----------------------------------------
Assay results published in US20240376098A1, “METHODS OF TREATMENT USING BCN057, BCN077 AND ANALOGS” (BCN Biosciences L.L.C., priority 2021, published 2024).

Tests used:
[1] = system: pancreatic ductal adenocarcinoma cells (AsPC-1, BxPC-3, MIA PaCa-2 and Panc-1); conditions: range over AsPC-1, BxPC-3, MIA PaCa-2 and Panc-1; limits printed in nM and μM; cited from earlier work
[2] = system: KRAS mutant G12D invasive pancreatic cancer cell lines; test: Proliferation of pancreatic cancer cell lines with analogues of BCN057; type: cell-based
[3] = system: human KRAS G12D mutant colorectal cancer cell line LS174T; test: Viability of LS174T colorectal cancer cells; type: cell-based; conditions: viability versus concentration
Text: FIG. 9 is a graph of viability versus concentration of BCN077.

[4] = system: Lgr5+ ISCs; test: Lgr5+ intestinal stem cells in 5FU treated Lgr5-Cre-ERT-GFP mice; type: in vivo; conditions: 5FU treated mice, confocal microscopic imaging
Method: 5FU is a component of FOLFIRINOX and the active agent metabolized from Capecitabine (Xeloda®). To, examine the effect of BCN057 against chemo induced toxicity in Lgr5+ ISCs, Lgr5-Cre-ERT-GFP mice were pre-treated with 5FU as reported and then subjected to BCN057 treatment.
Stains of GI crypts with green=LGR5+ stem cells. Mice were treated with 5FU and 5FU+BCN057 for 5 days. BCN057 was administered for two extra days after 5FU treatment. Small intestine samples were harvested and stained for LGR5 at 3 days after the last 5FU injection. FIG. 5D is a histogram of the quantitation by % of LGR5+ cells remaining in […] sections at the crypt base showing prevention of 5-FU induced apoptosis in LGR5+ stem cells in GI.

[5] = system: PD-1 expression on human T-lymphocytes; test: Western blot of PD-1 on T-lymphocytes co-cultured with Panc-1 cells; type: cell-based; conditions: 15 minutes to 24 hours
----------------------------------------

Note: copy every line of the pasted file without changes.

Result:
Assay results published in US20240376098A1, “METHODS OF TREATMENT USING BCN057, BCN077 AND ANALOGS” (BCN Biosciences L.L.C., priority 2021, published 2024).

Tests used:
[1] = system: pancreatic ductal adenocarcinoma cells (AsPC-1, BxPC-3, MIA PaCa-2 and Panc-1); conditions: range over AsPC-1, BxPC-3, MIA PaCa-2 and Panc-1; limits printed in nM and μM; cited from earlier work
[2] = system: KRAS mutant G12D invasive pancreatic cancer cell lines; test: Proliferation of pancreatic cancer cell lines with analogues of BCN057; type: cell-based
[3] = system: human KRAS G12D mutant colorectal cancer cell line LS174T; test: Viability of LS174T colorectal cancer cells; type: cell-based; conditions: viability versus concentration
Text: FIG. 9 is a graph of viability versus concentration of BCN077.

[4] = system: Lgr5+ ISCs; test: Lgr5+ intestinal stem cells in 5FU treated Lgr5-Cre-ERT-GFP mice; type: in vivo; conditions: 5FU treated mice, confocal microscopic imaging
Method: 5FU is a component of FOLFIRINOX and the active agent metabolized from Capecitabine (Xeloda®). To, examine the effect of BCN057 against chemo induced toxicity in Lgr5+ ISCs, Lgr5-Cre-ERT-GFP mice were pre-treated with 5FU as reported and then subjected to BCN057 treatment.
Stains of GI crypts with green=LGR5+ stem cells. Mice were treated with 5FU and 5FU+BCN057 for 5 days. BCN057 was administered for two extra days after 5FU treatment. Small intestine samples were harvested and stained for LGR5 at 3 days after the last 5FU injection. FIG. 5D is a histogram of the quantitation by % of LGR5+ cells remaining in […] sections at the crypt base showing prevention of 5-FU induced apoptosis in LGR5+ stem cells in GI.

[5] = system: PD-1 expression on human T-lymphocytes; test: Western blot of PD-1 on T-lymphocytes co-cultured with Panc-1 cells; type: cell-based; conditions: 15 minutes to 24 hours